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Pediatric palliative care-when quality of life becomes the main focus of treatment


Bergstraesser, Eva (2013). Pediatric palliative care-when quality of life becomes the main focus of treatment. European Journal of Pediatrics, 172(2):139-150.

Abstract

Pediatric palliative care (PPC) focuses on children and adolescents with life-limiting diseases. It may be initiated at various points of the disease trajectory, if possible early enough to support living with the best possible quality of life despite a limited lifespan. From birth to adolescence, children with a broad spectrum of diseases may benefit from PPC. Since 50% of deaths in childhood occur within the first year of life, PPC is just as relevant to neonatology. Causes of death in the neonate and young infant are due to perinatal conditions such as preterm birth and congenital disorders and syndromes; in older children, external causes, such as traumatic injuries, outweigh disease-related causes of death. PPC may last from a few hours or days for neonates to many years for children with complex chronic conditions. For neonates, PPC often has the character of end-of-life (EOL) care followed by bereavement care for the family. For older children, PPC can clearly be differentiated from EOL care; its indications include progress or deterioration of disease, marked instability of the child's condition, increase in the need for technical or medical support, increase in suffering, or failure of treatment. If a child's need for palliative care is established, useless and potentially harmful treatments may be withheld and informed choices can be made about treatment, care, and the remaining life of the child. Conclusion This review aims to provide knowledge for clinicians who care for children and adolescents at risk of dying from their disease. PPC can improve the child's remaining lifetime by focusing on quality of life and goals that are defined by the child and his or her family.

Abstract

Pediatric palliative care (PPC) focuses on children and adolescents with life-limiting diseases. It may be initiated at various points of the disease trajectory, if possible early enough to support living with the best possible quality of life despite a limited lifespan. From birth to adolescence, children with a broad spectrum of diseases may benefit from PPC. Since 50% of deaths in childhood occur within the first year of life, PPC is just as relevant to neonatology. Causes of death in the neonate and young infant are due to perinatal conditions such as preterm birth and congenital disorders and syndromes; in older children, external causes, such as traumatic injuries, outweigh disease-related causes of death. PPC may last from a few hours or days for neonates to many years for children with complex chronic conditions. For neonates, PPC often has the character of end-of-life (EOL) care followed by bereavement care for the family. For older children, PPC can clearly be differentiated from EOL care; its indications include progress or deterioration of disease, marked instability of the child's condition, increase in the need for technical or medical support, increase in suffering, or failure of treatment. If a child's need for palliative care is established, useless and potentially harmful treatments may be withheld and informed choices can be made about treatment, care, and the remaining life of the child. Conclusion This review aims to provide knowledge for clinicians who care for children and adolescents at risk of dying from their disease. PPC can improve the child's remaining lifetime by focusing on quality of life and goals that are defined by the child and his or her family.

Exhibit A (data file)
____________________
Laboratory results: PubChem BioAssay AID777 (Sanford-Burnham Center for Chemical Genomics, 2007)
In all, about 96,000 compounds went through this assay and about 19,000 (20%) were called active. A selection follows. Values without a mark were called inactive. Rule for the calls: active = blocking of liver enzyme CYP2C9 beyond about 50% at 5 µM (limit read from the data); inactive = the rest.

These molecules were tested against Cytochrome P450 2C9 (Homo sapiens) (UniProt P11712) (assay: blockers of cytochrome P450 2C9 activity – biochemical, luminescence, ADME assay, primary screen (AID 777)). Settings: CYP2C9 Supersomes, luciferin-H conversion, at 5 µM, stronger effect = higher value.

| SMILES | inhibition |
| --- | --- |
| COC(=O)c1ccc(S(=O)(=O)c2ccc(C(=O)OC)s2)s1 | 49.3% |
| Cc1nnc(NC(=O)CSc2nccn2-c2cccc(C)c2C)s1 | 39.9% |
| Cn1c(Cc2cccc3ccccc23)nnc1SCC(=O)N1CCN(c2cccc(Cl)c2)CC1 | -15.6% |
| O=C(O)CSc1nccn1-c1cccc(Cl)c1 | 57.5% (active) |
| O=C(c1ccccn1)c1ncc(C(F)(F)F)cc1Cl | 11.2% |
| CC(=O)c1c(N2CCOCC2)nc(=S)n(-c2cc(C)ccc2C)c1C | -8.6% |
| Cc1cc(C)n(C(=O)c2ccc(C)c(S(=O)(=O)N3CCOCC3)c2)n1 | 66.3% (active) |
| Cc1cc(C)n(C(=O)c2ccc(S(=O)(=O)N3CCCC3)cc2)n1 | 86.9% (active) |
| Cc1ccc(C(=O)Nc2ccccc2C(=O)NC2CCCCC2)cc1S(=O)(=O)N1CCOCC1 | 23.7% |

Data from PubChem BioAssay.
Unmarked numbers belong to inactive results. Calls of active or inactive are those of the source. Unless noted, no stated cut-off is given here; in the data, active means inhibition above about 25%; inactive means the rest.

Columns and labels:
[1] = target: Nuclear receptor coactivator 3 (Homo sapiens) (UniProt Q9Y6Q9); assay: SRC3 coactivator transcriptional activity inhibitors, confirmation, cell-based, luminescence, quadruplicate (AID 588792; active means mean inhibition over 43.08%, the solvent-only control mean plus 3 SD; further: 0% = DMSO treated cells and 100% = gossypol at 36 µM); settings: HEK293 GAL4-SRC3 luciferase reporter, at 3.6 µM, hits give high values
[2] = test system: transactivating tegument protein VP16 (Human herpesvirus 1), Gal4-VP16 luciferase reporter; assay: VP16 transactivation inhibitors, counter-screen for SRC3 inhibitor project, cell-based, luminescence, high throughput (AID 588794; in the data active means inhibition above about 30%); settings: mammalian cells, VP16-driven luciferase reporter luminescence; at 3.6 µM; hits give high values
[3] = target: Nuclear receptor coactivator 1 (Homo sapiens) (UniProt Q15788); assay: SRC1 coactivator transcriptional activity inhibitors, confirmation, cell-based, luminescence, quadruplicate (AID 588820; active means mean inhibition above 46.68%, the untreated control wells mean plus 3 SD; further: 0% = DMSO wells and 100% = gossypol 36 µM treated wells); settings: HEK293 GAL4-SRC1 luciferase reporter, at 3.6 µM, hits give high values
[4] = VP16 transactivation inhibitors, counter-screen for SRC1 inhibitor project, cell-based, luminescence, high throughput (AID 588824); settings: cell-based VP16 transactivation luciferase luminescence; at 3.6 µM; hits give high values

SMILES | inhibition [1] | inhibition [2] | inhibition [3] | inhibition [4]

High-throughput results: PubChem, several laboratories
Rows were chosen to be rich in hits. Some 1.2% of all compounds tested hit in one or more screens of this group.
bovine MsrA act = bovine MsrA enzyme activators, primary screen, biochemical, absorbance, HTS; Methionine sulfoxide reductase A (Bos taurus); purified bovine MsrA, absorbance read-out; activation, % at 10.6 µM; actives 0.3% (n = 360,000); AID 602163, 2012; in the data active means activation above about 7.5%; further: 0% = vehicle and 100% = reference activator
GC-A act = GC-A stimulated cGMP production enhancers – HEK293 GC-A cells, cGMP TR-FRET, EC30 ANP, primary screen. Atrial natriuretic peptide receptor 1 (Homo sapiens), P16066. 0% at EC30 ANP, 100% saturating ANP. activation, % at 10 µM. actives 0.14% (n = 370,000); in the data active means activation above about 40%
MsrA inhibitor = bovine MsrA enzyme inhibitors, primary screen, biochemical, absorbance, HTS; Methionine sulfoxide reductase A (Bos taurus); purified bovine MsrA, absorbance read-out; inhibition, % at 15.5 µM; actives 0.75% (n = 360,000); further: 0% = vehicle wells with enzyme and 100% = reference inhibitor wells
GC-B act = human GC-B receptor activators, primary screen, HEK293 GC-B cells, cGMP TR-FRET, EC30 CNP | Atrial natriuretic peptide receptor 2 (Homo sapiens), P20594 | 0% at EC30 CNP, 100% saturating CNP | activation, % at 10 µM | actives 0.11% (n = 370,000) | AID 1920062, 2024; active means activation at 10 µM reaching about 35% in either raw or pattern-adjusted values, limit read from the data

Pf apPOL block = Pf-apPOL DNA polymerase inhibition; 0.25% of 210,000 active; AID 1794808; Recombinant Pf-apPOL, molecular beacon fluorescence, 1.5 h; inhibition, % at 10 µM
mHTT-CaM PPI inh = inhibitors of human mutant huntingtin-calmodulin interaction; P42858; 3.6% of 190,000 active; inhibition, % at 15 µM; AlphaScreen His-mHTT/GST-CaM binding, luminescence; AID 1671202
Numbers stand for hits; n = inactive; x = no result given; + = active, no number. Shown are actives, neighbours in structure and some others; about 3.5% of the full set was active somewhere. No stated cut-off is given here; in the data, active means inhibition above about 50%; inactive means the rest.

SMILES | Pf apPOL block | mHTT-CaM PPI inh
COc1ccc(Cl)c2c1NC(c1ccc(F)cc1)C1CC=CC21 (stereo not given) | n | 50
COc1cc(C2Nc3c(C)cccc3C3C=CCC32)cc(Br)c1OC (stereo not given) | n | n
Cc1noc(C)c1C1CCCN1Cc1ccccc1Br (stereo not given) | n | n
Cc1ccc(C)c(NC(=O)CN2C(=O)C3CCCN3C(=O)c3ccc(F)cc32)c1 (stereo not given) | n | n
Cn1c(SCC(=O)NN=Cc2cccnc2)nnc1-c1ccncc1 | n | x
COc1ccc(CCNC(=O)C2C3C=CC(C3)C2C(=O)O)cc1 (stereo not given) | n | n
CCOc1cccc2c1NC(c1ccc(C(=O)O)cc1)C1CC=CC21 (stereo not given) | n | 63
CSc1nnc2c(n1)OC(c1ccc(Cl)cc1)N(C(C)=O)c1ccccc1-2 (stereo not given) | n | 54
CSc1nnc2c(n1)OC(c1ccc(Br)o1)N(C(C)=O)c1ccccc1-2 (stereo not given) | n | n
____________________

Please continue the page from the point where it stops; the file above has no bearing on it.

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Additional indexing

Item Type:Journal Article, refereed, original work
Communities & Collections:04 Faculty of Medicine > University Children's Hospital Zurich > Medical Clinic
Dewey Decimal Classification:610 Medicine & health
Language:English
Date:February 2013
Deposited On:08 Nov 2013 07:53
Last Modified:05 Apr 2016 17:06
Publisher:Springer
ISSN:0340-6199
Publisher DOI:https://doi.org/10.1007/s00431-012-1710-z
PubMed ID:22476440

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